I was a small child during the 1960’s. I sort of remember the election of 1968 and the Kennedy and King assassinations. But maybe I just read about it in class. I fell asleep waiting for the moon landing in 1969. I went to Junior High and High School during the 1970’s. I remember Nixon and gas lines and Ford and Carter and really weird clothes. But aren’t those the supposed early cultural touchstones for Gen X? The ‘50’s and ‘60’s that define our “generation” are memories only because I’ve read about them or seen them on TV.
Former Obama White House staffer and current podcast host, Jon Lovett stirred the intergenerational waters a few weeks ago on his Podcast “Lovett Or Leave It” by declaring that Baby Boomers are “the worst” generation ever and that their cultural legacy is “garbage.”
Would he have gotten along well with my newspaper advisor’s best friend?
-Dude, really? Buffet? If this were a sincere apology you would have played a little Springsteen.-
Personally, I don’t like piling on Millennials. They’ve been criticized for growing up in the era of participation trophies. But I was a soccer coach who handed out these trophies and I’m here to tell you that kids, at least the Millennial ones I coached, had excellent BS detectors. They wanted the trophies because kids – from all generations – like to collect things. A few of the children I coached were on the field because they really liked playing soccer. Some were there because their parents signed them up without asking them if they wanted to play (They didn’t). Most of them were there to collect the uniforms, trophies and get inappropriate snacks. They knew whether or not they had done a “Good job!” out there on the field and didn’t really want to hear those two words.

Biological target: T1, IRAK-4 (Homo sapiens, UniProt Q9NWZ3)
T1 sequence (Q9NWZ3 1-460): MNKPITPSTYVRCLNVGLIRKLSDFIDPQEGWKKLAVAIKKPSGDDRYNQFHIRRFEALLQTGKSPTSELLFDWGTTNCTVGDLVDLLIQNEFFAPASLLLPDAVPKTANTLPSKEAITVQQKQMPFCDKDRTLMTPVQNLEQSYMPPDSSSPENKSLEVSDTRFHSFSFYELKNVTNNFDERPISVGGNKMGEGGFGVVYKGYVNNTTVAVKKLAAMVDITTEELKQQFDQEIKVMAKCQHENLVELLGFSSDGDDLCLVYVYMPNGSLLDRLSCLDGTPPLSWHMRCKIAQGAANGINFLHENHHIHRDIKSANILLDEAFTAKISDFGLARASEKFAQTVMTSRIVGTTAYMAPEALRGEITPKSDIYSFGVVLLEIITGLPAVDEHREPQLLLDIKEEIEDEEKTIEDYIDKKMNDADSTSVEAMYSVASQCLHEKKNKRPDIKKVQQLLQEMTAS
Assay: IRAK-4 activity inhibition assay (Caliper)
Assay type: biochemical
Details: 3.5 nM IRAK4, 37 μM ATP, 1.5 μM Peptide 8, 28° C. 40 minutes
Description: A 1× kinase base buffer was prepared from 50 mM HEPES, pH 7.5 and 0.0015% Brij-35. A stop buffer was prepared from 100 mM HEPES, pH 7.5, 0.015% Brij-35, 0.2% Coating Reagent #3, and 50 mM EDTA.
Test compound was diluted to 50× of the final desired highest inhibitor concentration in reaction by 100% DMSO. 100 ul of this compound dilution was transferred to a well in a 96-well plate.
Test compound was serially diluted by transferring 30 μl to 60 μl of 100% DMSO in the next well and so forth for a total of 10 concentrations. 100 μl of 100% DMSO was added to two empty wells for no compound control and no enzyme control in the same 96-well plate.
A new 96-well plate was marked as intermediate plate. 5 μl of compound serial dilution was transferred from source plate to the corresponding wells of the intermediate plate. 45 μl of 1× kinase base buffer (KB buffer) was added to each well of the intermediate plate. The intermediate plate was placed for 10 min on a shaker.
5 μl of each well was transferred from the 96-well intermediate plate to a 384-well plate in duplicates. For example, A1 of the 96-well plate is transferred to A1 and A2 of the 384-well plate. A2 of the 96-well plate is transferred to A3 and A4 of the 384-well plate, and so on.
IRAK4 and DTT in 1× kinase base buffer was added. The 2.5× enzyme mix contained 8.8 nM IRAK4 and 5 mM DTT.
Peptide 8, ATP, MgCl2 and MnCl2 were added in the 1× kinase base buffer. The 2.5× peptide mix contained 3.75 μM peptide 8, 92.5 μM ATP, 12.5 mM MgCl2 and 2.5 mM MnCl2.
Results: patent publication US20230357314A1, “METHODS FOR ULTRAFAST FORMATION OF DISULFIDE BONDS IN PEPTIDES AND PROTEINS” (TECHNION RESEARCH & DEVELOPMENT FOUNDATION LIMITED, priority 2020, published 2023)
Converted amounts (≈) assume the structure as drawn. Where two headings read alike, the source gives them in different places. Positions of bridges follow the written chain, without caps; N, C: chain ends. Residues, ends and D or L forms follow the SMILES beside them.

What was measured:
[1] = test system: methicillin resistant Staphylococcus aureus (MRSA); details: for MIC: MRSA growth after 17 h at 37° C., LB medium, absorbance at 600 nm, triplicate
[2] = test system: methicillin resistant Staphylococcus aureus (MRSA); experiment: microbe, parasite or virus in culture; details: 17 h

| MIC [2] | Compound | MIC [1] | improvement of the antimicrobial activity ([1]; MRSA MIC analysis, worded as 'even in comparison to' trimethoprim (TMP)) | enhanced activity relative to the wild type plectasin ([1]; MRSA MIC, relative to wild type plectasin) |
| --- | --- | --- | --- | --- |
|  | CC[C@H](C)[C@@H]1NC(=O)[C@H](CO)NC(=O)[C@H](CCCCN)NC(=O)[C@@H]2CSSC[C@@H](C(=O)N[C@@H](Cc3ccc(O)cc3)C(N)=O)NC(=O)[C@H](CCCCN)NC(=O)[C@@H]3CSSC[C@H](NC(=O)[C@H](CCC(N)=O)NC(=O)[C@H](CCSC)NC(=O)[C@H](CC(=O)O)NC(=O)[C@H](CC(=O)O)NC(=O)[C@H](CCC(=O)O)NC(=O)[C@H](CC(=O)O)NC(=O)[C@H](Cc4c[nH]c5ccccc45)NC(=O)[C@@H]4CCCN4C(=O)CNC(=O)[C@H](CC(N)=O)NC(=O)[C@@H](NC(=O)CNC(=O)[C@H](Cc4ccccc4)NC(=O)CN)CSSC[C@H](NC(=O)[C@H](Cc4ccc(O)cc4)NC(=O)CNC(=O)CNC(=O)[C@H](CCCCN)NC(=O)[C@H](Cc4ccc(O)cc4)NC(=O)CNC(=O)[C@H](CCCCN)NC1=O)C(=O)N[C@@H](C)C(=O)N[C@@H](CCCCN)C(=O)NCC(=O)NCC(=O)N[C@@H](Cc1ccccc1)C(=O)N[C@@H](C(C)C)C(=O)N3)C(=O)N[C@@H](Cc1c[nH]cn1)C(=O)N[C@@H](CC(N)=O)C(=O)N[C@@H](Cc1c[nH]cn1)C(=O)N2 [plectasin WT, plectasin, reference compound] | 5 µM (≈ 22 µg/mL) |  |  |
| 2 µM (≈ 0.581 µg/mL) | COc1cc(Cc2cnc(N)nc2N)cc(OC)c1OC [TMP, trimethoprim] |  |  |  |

It’s Pretty Much The Same For Every Generation
In my role as a consultant I now work with more Millennial and Gen X account supervisors, managers, account executives, sales representatives and even executives than with people from my generation. For the most part I like almost everyone I encounter. My MO is try to make any situation that I encounter work. I try to remind people that we have clients to keep profitable and relationships to maintain. Period.
I spite of what the press says, there is little difference between the way I and my colleagues acted when we were in our 20’s and 30’s and the way today’s younger generation behaves. The differences that I encounter are more technological than anything else.
I recall a supervisor telling me to not be so advancement oriented. “Gotta walk before you can run,” he often said.** “You’re not entitled to that until you can show me what you can do,” another told me whenever I asked to be put on new projects.
In other blog posts, I’ve mentioned the grand old timers in some Rep Rooms I worked in who were not thrilled with women entering the business. Or mainframe computers. Or in store merchandising. They didn’t think we kids knew very much about how our business worked. They were right. We didn’t. Fortunately, some of them got over their resentment and taught us.
In other words, we weren’t the worst. And neither are Millennials.
*For the record, the Greatest Generation raised Baby Boomers and Boomers raised Millennials so in the end, this whole debate has always seemed very circular to me.
**This same supervisor later sent me on a trip to Montana in November. It snowed, I barely made it home. I think he was trying to teach me something.